Feeding

Starting Solid Foods

We recommend introducing solid foods between the ages of 4 and 6 months for formula fed or breastfed infants.


Readiness

Physical clues to indicate that your child is ready for solids:

  • Ability to hold his/her head up well and sit with support.
  • Interest in food: he/she is reaching or grasping for your food.
  • Beginning to lose tongue thrust reflux and able to use to tongue to move food from the front to the back of his mouth.


Solids as Part of the Diet

  • At first, food is mostly fun and does not provide much nutritional value for your infant—this comes from your breast milk or formula.
  • Nursing sessions and/or bottles will likely remain the same in quantity until around 9 months of age when solids begin to take over more of the nutritional value.


What Foods do I Start With?

  • Pediatricians used to recommend introducing food in a step-wise fashion and delaying introduction of certain high allergy foods.  The most recent data now supports introducing all types of solids in the order that feels most comfortable to parents.
  • Many parents start with iron-fortified rice or oatmeal cereal but you should not feel that this needs to be your starter food.
  • We recommend starting with pureed yellow/orange vegetables (sweet potato/squash/carrots) as well as iron fortified cereals in the first few weeks.
  • You may mix the cereal with some formula or breast milk.  You may also mix a tablespoon of cereal into pureed vegetables or fruit.
  • Fruits such as apple, pear, banana, plum, nectarine or blueberries are excellent fruit starters.
  • Good starter vegetables are avocado, peas and green beans.


How to Start

  • Choose a time that your infant is not very sleepy or very hungry—often one hour after a bottle or nursing session is a good time.
  • Start with one new food every 3-4 days, watching for any reactions such as a rash, diarrhea, vomiting or wheezing.
  • Try new foods in the morning or early afternoon and avoid them in the evening when it is more difficult to monitor reactions.
  • Make eating a fun and social event!  If you can, eat together with your baby and bring the seat up to the table where the family eats.
  • Infant should be in a high chair or seated at an angle to avoid a choking risk.
  • Spoon feed your infant or allow them to grab the puree and explore the food on their own — both are valuable, but messy techniques!  As they get better, you can make your foods thicker and less runny.
  • Feed your infant until they give you the cue they are done—shaking their head or pushing the food away.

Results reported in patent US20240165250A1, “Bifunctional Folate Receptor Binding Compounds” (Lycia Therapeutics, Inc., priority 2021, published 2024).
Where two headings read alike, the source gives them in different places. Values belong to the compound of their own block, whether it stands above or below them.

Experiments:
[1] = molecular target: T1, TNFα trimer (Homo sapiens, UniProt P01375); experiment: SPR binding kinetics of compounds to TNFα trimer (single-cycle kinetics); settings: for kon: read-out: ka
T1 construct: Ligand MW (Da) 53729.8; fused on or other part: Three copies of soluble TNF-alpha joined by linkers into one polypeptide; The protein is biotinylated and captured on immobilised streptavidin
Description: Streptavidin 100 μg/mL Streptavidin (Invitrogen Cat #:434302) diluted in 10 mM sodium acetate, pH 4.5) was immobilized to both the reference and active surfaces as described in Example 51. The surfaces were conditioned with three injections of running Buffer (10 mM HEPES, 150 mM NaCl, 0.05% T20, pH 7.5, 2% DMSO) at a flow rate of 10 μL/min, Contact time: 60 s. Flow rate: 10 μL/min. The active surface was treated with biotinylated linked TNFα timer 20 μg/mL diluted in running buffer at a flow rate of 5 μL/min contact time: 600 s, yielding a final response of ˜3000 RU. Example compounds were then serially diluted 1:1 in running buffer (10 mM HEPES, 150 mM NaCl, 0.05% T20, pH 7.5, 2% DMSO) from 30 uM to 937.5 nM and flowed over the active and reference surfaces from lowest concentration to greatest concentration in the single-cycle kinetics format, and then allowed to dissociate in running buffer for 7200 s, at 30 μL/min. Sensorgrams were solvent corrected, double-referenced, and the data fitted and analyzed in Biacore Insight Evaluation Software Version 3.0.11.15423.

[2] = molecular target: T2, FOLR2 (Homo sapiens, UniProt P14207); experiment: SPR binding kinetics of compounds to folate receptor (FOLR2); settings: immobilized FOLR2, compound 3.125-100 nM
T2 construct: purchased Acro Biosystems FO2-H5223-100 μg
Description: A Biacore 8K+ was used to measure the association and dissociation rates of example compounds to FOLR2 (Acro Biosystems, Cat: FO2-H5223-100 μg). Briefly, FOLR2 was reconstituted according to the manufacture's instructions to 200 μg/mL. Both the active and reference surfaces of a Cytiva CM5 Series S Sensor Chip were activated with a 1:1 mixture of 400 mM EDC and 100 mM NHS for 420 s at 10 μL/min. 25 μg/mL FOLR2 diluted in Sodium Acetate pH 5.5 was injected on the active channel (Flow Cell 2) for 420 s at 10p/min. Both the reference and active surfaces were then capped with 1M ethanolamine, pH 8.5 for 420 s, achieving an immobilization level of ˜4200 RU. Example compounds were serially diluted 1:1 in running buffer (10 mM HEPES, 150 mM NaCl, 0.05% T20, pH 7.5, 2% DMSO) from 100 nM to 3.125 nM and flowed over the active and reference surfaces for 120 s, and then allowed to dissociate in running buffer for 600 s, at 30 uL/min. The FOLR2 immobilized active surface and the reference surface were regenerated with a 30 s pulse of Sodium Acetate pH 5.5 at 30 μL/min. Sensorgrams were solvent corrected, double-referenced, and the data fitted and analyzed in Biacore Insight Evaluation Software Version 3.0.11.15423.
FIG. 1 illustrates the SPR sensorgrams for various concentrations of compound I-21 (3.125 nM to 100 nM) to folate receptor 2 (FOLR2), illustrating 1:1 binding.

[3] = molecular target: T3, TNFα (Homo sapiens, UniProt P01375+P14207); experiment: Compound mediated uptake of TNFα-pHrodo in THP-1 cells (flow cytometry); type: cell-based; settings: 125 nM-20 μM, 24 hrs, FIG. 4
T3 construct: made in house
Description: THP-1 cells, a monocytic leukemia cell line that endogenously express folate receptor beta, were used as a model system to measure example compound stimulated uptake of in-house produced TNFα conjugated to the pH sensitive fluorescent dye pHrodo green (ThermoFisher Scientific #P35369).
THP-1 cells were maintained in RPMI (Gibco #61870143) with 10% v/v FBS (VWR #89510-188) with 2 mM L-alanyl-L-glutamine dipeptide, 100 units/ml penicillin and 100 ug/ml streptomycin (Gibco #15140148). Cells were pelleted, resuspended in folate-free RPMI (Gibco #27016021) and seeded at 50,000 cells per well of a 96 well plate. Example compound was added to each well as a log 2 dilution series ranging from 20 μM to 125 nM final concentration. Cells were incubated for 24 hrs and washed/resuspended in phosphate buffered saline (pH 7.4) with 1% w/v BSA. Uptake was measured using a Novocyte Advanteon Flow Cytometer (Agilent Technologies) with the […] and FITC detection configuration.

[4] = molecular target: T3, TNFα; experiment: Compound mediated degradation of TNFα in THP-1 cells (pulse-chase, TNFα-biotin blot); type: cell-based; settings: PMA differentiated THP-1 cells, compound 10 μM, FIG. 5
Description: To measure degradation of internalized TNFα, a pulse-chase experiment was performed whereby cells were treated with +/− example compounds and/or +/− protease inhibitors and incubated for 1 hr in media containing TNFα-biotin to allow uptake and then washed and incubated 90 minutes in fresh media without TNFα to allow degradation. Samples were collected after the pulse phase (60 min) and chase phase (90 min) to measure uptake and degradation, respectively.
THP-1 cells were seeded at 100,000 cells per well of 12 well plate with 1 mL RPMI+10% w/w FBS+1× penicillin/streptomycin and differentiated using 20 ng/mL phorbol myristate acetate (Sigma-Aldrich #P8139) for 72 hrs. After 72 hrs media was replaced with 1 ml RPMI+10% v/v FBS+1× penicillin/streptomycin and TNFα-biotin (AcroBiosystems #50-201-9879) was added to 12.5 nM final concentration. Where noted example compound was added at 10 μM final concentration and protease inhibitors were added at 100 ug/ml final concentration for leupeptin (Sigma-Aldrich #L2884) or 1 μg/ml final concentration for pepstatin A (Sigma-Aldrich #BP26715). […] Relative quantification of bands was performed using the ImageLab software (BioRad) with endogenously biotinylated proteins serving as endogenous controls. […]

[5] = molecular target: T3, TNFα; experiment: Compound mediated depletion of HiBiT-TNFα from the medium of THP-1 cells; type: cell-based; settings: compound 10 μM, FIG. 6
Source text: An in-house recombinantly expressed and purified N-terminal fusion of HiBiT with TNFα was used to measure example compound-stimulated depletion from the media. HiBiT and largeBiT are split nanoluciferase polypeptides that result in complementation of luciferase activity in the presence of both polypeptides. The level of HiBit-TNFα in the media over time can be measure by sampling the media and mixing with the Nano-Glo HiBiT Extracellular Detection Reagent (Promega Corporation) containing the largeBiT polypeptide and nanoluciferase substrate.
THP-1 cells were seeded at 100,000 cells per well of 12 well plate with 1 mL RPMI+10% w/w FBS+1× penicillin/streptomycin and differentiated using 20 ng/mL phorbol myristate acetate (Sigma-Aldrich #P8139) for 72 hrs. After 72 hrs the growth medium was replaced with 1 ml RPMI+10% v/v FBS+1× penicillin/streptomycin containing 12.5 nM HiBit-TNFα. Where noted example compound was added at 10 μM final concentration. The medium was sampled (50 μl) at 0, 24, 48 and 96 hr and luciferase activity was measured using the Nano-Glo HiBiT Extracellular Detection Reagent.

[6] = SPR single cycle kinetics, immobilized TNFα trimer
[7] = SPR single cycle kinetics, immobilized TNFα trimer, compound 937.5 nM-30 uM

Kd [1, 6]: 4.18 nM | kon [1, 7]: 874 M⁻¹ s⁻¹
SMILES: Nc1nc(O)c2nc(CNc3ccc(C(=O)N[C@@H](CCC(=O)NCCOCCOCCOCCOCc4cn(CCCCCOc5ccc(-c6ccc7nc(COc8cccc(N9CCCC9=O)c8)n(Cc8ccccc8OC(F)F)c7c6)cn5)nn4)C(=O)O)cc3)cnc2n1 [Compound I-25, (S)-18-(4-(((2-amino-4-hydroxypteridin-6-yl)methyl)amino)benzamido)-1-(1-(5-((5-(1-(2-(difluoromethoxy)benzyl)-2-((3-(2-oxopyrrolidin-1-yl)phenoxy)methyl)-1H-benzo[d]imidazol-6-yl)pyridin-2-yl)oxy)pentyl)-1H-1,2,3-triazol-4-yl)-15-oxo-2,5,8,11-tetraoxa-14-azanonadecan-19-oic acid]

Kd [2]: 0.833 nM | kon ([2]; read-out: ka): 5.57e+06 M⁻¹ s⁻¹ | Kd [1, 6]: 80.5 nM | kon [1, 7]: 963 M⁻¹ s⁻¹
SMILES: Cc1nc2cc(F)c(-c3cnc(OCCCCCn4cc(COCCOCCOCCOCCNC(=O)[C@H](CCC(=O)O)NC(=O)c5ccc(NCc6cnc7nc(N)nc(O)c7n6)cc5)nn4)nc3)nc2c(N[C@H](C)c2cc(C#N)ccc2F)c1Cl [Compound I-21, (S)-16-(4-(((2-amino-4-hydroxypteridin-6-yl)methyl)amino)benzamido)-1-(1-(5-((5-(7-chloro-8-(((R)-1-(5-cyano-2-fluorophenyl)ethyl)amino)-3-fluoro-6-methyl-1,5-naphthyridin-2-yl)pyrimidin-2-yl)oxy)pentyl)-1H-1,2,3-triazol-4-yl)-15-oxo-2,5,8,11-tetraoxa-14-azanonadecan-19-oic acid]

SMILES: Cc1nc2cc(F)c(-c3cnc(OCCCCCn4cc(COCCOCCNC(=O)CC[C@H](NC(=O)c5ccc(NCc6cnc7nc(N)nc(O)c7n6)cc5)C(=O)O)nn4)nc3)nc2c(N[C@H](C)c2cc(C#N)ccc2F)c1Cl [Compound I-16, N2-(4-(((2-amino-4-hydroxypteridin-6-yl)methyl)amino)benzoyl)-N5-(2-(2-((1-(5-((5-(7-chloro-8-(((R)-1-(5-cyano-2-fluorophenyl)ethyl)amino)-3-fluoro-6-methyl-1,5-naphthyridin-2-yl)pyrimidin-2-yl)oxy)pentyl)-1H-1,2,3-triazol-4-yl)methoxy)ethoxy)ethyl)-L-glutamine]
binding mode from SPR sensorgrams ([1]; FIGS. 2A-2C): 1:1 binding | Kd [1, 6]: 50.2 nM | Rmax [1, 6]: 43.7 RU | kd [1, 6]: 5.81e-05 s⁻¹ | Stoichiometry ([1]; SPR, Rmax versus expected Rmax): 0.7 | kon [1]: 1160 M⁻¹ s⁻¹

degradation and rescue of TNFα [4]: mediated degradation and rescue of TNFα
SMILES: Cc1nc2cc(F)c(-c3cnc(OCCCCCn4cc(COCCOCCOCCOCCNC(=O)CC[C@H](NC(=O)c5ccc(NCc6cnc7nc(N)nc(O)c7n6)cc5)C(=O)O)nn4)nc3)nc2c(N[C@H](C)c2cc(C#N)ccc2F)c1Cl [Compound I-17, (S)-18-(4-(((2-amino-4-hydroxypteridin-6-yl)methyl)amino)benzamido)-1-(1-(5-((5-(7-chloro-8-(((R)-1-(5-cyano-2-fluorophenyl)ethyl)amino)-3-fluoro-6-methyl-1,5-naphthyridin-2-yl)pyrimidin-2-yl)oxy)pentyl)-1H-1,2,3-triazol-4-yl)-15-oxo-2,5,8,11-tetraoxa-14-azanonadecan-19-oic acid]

• Watch your baby’s impressions of new foods—remember to keep trying a new food at least 10-15 times before you think they don’t like it!


Advancing Your Rainbow of Foods: 5/6/7 Months

  • Fairly quickly you and your baby will want to move past fruits and vegetables and you can!  There is no set order to food introduction, but generally parents feel comfortable expanding their infant diet once they are getting the hang of feeding and are around 5/6 months.
  • Feel free to introduce:
    • Legumes—lentils, beans
    • Pureed meats—such as chicken, beef, lamb.  Get creative if you like and make meat stews with chicken broth, apples, and sweet potatoes to provide new combinations.
    • Fish and tofu
    • Full fat yogurt—either plain or mixed with pureed fruit.  Thicker yogurts, such as Greek style stay on the spoon and make feeds easier.
    • You can also use grated cheese in your purees, such as parmesan.
  • You may use spices in your foods as well but we do recommend avoiding adding sugar or salt to your baby’s foods at this stage.


Moving Past Purees: 8/9 months

  • Infant should be eating 3 solid meals a day by now with each feed ranging between a few tablespoons up to ½ a cup.
  • At this age infants can typically reach for small items and pick them up between their fingers or between their fingers and palms.  This means they are ready for cut up pieces of food!
    • Try pieces of whole eggs, bread, baked goods, soft cooked vegetables and fruits in pieces, very finely cut or ground meat, flaked fish, mashed legumes.
  • Be aware of items that may be choking hazards.
  • As your baby gets older they will be able to eat more foods from your plate such as pasta with meat sauce, meat balls, quinoa, rice with mashed beans, cheese, pieces of vegetables and fruit in bite size pieces, shellfish, nut butters, and much more.


Foods to Avoid:

  • This list has gotten significantly smaller over the last decade as research has shown no decrease in food allergies by delaying introduction of allergenic foods.
  • Under one, your child should avoid drinking cow’s milk to protect his/her kidneys and avoid eating raw honey to prevent infection with botulism.
  • After age 1, it is safe to add milk and honey into the diet.
  • Avoid choking hazards such as whole peanuts, whole grapes, popcorn, uncooked hard vegetables.


Food Allergies:

The most recent studies are suggesting that introduction of more allergenic foods such as eggs, tree nuts, peanuts, and shellfish earlier rather than later has protective effects. Delaying these foods past the 9 month mark is likely not protective against future allergies.  Talk with your doctor about specific questions or food concerns.